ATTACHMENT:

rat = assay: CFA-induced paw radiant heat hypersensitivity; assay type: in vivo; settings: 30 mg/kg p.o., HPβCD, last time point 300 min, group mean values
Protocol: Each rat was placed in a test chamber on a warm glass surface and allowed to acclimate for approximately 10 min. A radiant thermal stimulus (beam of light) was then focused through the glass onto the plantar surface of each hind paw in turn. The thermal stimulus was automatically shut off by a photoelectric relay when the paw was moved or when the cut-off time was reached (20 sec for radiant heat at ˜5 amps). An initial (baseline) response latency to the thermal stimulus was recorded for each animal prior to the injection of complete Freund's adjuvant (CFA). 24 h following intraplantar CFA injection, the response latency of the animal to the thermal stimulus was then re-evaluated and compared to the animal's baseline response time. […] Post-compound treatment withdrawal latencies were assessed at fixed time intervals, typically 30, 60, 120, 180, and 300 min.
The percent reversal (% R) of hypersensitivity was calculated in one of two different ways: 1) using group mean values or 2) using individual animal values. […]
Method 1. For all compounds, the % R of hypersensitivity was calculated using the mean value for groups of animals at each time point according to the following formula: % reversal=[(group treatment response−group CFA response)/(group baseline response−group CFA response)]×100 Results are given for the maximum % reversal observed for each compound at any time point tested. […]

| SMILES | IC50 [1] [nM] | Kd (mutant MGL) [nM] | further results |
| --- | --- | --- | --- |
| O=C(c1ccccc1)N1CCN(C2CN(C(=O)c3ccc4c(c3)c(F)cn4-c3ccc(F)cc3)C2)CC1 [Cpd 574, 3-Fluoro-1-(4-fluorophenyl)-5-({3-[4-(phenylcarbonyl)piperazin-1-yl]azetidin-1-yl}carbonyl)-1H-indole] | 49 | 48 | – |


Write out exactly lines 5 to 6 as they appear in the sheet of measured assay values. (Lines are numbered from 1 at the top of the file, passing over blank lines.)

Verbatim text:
| SMILES | IC50 [1] [nM] | Kd (mutant MGL) [nM] | further results |
| --- | --- | --- | --- |